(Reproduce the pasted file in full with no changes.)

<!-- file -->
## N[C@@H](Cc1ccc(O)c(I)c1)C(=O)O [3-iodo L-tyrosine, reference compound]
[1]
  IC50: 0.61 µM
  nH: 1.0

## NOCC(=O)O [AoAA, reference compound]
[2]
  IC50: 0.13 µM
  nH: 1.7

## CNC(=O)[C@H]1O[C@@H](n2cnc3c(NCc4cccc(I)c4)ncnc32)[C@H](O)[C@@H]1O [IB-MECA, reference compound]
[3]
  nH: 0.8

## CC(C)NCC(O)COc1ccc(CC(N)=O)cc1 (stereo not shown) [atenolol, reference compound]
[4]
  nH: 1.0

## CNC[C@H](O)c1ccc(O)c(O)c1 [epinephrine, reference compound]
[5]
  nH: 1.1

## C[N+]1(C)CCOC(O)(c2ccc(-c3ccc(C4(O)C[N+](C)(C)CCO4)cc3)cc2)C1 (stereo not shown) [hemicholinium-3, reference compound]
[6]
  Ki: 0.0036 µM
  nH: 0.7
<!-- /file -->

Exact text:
## N[C@@H](Cc1ccc(O)c(I)c1)C(=O)O [3-iodo L-tyrosine, reference compound]
[1]
  IC50: 0.61 µM
  nH: 1.0

## NOCC(=O)O [AoAA, reference compound]
[2]
  IC50: 0.13 µM
  nH: 1.7

## CNC(=O)[C@H]1O[C@@H](n2cnc3c(NCc4cccc(I)c4)ncnc32)[C@H](O)[C@@H]1O [IB-MECA, reference compound]
[3]
  nH: 0.8

## CC(C)NCC(O)COc1ccc(CC(N)=O)cc1 (stereo not shown) [atenolol, reference compound]
[4]
  nH: 1.0

## CNC[C@H](O)c1ccc(O)c(O)c1 [epinephrine, reference compound]
[5]
  nH: 1.1

## C[N+]1(C)CCOC(O)(c2ccc(-c3ccc(C4(O)C[N+](C)(C)CCO4)cc3)cc2)C1 (stereo not shown) [hemicholinium-3, reference compound]
[6]
  Ki: 0.0036 µM
  nH: 0.7